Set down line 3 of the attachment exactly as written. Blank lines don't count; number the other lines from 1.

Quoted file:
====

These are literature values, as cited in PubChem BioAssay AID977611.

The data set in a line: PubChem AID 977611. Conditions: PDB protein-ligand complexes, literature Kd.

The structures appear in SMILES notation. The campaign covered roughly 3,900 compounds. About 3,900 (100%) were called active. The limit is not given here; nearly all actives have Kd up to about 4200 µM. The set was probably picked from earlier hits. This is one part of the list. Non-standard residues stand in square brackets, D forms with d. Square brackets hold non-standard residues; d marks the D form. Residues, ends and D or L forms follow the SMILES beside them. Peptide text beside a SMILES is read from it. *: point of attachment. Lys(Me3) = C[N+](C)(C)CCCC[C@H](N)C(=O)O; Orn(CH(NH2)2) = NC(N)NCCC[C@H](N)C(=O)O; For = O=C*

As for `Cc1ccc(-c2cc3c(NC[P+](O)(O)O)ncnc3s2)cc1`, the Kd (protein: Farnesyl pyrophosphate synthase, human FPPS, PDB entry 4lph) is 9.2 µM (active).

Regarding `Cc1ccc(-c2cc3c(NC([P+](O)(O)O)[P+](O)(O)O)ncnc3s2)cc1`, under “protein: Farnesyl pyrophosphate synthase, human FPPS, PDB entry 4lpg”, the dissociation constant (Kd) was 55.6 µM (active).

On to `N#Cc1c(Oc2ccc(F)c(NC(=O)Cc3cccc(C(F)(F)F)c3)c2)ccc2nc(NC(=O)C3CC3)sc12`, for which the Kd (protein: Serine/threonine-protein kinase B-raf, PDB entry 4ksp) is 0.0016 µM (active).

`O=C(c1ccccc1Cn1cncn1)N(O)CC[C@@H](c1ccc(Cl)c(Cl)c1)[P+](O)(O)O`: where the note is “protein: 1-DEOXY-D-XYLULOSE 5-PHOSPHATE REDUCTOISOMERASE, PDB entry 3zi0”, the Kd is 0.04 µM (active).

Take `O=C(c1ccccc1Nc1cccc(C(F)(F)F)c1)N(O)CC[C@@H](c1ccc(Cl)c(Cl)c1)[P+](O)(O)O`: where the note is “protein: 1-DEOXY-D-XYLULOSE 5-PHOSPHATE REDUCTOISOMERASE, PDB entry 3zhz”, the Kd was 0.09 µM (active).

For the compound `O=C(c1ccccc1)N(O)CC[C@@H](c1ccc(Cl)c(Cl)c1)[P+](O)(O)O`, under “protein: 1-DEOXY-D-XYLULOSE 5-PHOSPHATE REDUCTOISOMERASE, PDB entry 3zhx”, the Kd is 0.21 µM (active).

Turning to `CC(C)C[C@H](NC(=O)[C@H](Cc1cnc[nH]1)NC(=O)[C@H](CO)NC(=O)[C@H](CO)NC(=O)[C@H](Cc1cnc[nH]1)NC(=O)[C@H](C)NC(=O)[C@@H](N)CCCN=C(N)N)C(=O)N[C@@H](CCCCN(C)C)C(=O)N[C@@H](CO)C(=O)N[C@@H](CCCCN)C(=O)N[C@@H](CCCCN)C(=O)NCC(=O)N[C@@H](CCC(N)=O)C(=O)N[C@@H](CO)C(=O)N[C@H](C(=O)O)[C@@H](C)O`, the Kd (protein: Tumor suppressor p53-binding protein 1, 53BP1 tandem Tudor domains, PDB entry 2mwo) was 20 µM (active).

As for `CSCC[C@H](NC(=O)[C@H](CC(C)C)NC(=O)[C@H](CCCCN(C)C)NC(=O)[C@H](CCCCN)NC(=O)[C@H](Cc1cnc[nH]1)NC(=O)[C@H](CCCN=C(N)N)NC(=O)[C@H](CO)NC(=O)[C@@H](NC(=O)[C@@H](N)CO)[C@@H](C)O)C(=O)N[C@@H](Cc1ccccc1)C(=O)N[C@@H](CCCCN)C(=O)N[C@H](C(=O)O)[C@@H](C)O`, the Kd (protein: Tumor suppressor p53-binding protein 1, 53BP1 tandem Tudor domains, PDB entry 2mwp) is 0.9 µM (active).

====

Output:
The structures appear in SMILES notation. The campaign covered roughly 3,900 compounds. About 3,900 (100%) were called active. The limit is not given here; nearly all actives have Kd up to about 4200 µM. The set was probably picked from earlier hits. This is one part of the list. Non-standard residues stand in square brackets, D forms with d. Square brackets hold non-standard residues; d marks the D form. Residues, ends and D or L forms follow the SMILES beside them. Peptide text beside a SMILES is read from it. *: point of attachment. Lys(Me3) = C[N+](C)(C)CCCC[C@H](N)C(=O)O; Orn(CH(NH2)2) = NC(N)NCCC[C@H](N)C(=O)O; For = O=C*